Gaza shakes while Clinton seeks truce
US Secretary of State holds talks of a truce in the midst of rockets and air strikes in Gaza.
GAZA/JERUSALEM - Israeli air strikes shook the Gaza Strip and Palestinian rockets struck across the border as US Secretary of State Hillary Clinton held talks in Jerusalem in the early hours of Wednesday, seeking a truce that can hold back Israel's ground troops.
Hamas, the Islamic movement controlling Gaza, and Egypt, who's new government is trying to broker a truce, had floated hopes for a ceasefire by late Tuesday; but by the time Clinton met Israeli Prime Minister Benjamin Netanyahu, it was clear there would be more argument, and more violence, first.
Hamas leaders in Cairo accused the Jewish state of failing to respond to proposals and said an announcement on holding fire would not come before daylight on Wednesday.
Israel Radio quoted an Israeli official saying a truce was held up due to "a last-minute delay in the understandings between Hamas and Israel".
An initial halt to attacks may, however, not see the sides stand their forces down from battle stations immediately; Clinton, who flies to Cairo to see Egyptian President Mohamed Mursi later on Wednesday, spoke of a deal "in the days ahead".
As she arrived in Israel after nightfall, Israel was stepping up its bombardment. Artillery shells and missiles fired from naval gunboats offshore slammed into the territory and air strikes came at a frequency of about one every 10 minutes.
After seven days of hostilities that have killed over 130 Palestinians and five Israelis, two of these on Tuesday, both sides are looking for more than a return to the sporadic calm that has prevailed across the blockaded enclave since Israel ended a much bloodier air and ground offensive four years ago.
Netanyahu, who faces an election in two months that he is, for now, favoured to win, told Clinton he wanted a "long-term" solution. Failing that, Netanyahu made clear, he stood ready to step up the military campaign to silence Hamas's rockets.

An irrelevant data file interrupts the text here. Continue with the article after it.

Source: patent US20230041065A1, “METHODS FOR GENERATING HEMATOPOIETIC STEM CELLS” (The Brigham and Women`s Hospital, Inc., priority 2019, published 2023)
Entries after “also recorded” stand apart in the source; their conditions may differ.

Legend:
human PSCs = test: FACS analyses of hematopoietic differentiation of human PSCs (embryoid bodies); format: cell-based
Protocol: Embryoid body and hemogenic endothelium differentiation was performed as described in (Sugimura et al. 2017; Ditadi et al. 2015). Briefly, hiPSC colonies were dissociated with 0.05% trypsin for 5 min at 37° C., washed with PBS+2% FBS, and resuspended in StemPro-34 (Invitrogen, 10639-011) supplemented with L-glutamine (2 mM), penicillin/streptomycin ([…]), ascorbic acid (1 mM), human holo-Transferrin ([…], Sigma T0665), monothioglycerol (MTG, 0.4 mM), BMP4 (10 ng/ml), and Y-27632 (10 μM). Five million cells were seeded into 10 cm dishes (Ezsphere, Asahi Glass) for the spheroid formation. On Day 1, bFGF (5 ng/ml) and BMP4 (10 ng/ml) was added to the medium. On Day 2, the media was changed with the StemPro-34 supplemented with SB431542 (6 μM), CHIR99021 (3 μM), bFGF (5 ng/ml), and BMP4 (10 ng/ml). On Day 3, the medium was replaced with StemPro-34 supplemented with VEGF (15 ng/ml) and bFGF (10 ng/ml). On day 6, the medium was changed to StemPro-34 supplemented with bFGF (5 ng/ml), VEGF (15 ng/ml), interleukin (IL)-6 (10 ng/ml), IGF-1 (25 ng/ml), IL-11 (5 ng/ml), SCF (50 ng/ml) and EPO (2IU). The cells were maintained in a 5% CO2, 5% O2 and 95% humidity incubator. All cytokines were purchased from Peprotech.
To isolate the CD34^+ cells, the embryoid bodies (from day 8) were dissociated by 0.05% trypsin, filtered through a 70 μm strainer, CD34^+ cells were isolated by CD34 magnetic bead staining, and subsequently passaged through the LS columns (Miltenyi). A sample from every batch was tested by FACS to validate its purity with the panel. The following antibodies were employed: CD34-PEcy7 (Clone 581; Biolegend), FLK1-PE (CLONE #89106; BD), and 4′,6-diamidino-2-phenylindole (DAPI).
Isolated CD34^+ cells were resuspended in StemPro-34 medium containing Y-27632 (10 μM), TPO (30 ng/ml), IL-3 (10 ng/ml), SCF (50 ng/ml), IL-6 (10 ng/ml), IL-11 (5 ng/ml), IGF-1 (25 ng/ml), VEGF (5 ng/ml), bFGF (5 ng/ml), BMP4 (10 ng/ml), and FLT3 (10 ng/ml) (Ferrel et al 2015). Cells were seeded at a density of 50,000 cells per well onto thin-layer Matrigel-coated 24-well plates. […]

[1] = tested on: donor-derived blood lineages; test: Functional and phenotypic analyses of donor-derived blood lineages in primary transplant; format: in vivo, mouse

Hamas for its part is exploring the opportunities that last year's Arab Spring has given it to enjoy favour from the new Islamist governments of states once ruled by US protégés, and from Sunni Gulf powers keen to woo it away from Shi'ite Iran.
It has used longer-range missiles, some sent by Tehran, and hopes to eclipse Western-backed Palestinian President Mahmoud Abbas.
Hamas has spoken of an easing of Israel's blockade on the 40-km slice of Mediterranean coast that is home to 1.7 million people.
It may count on some sympathy from Mursi, though Egypt's first freely elected leader, whose Muslim Brotherhood inspired Hamas's founders, has been careful to stick by the 1979 peace deal with Israel struck by Cairo's former military rulers.
Clinton, who broke off from an Asian tour with President Barack Obama and assured Netanyahu of "rock-solid" US support for Israel's security, spoke of seeking a "durable outcome" and of Egypt's "responsibility" for promoting peace.
She repeated international calls for the kind of lasting, negotiated, comprehensive Israeli-Palestinian settlement that has eluded the two peoples for decades - something neither of the two warring parties seems seriously to be anticipating.
"In the days ahead, the United States will work with our partners here in Israel and across the region toward an outcome that bolsters security for the people of Israel, improves conditions for the people of Gaza and moves toward a comprehensive peace for all people of the region," Clinton said.
"It is essential to de-escalate the situation in Gaza. The rocket attacks from terrorist organisations inside Gaza on Israeli cities and towns must end and a broader calm restored.
"The goal must be a durable outcome that promotes regional stability and advances the security and legitimate aspirations of Israelis and Palestinians alike."